“Keeping JUUL out of the hands of young people is a priority for us,” Victoria Davis, a Juul Labs spokesperson told Mashable over email. “We have a strict and industry-leading age-verification process on our Web site so no one under the age of 21 can access JUUL. However, counterfeiters do not utilize the same type of age verification systems, which may enable minors to purchase products.” 

                      Juul’s site requires users to register with their social security numbers in order to verify that they’re over 21. So circumventing Juul’s commerce system means that the counterfeiters are actually undermining the company’s very intentional efforts to keep the cute lil’ vapes out of the hands of kids.

                      Juul is going after the counterfeiters through the legal system, as well as directly with sales platforms like Ebay and Amazon. But Davis described the hunt for counterfeiters as a “challenge” because the sellers can easily make new profiles. That isn’t deterring Juul, though, since more counterfeiters are popping up as the company grows.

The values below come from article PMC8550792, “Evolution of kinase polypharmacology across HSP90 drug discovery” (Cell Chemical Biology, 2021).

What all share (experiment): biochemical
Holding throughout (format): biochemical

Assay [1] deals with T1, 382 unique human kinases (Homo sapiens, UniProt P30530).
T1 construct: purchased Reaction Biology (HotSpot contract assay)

“The prevalence of counterfeiters has increased dramatically over the last year consistent with JUUL’s rise in the marketplace,” Davis said. “The process of tracking and identifying the culprits of counterfeit products is time intensive. We have dedicated resources to this initiative to ensure these products stay off the market and out of hands of underage users.”

                      In other words, Juul’s attempts to go after counterfeiters is like USB-vape whack-a-mole. And the nicotine habits of kids are on the line. 

                      Read more: http://mashable.com/

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                      FDA to restrict sale of flavored Juul pods to fight teen vaping

                      Flavored pods make getting into Juuling easier for teens.
                      Image: scott olson/Getty Images

                      It’s like taking candy away from a baby.